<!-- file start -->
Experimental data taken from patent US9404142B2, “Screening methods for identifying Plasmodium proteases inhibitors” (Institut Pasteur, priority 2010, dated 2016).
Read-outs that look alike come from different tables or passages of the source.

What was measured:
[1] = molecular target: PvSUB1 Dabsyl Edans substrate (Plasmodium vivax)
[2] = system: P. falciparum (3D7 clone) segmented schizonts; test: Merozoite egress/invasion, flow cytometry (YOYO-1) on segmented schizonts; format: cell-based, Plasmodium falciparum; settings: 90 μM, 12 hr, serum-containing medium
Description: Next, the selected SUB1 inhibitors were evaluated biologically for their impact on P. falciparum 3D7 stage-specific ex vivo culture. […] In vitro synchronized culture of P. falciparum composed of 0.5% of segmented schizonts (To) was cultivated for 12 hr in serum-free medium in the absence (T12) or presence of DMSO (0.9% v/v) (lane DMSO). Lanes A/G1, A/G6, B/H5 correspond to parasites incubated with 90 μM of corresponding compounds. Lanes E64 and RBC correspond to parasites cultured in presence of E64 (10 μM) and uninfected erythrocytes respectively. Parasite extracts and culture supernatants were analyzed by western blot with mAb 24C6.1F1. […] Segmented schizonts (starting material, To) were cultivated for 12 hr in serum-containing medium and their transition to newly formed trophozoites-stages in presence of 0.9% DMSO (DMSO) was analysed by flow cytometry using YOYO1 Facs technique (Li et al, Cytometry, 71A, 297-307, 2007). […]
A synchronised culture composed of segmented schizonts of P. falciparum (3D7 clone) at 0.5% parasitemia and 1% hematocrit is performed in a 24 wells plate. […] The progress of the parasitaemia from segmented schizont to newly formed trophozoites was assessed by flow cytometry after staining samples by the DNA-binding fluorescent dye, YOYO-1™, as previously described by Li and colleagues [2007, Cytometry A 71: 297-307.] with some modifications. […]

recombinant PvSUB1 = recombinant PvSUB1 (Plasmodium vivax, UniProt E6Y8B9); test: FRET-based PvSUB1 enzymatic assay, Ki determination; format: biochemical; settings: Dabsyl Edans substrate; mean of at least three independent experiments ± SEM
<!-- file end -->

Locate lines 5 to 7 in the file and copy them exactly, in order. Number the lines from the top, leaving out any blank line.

[2] = system: P. falciparum (3D7 clone) segmented schizonts; test: Merozoite egress/invasion, flow cytometry (YOYO-1) on segmented schizonts; format: cell-based, Plasmodium falciparum; settings: 90 μM, 12 hr, serum-containing medium
Description: Next, the selected SUB1 inhibitors were evaluated biologically for their impact on P. falciparum 3D7 stage-specific ex vivo culture. […] In vitro synchronized culture of P. falciparum composed of 0.5% of segmented schizonts (To) was cultivated for 12 hr in serum-free medium in the absence (T12) or presence of DMSO (0.9% v/v) (lane DMSO). Lanes A/G1, A/G6, B/H5 correspond to parasites incubated with 90 μM of corresponding compounds. Lanes E64 and RBC correspond to parasites cultured in presence of E64 (10 μM) and uninfected erythrocytes respectively. Parasite extracts and culture supernatants were analyzed by western blot with mAb 24C6.1F1. […] Segmented schizonts (starting material, To) were cultivated for 12 hr in serum-containing medium and their transition to newly formed trophozoites-stages in presence of 0.9% DMSO (DMSO) was analysed by flow cytometry using YOYO1 Facs technique (Li et al, Cytometry, 71A, 297-307, 2007). […]
A synchronised culture composed of segmented schizonts of P. falciparum (3D7 clone) at 0.5% parasitemia and 1% hematocrit is performed in a 24 wells plate. […] The progress of the parasitaemia from segmented schizont to newly formed trophozoites was assessed by flow cytometry after staining samples by the DNA-binding fluorescent dye, YOYO-1™, as previously described by Li and colleagues [2007, Cytometry A 71: 297-307.] with some modifications. […]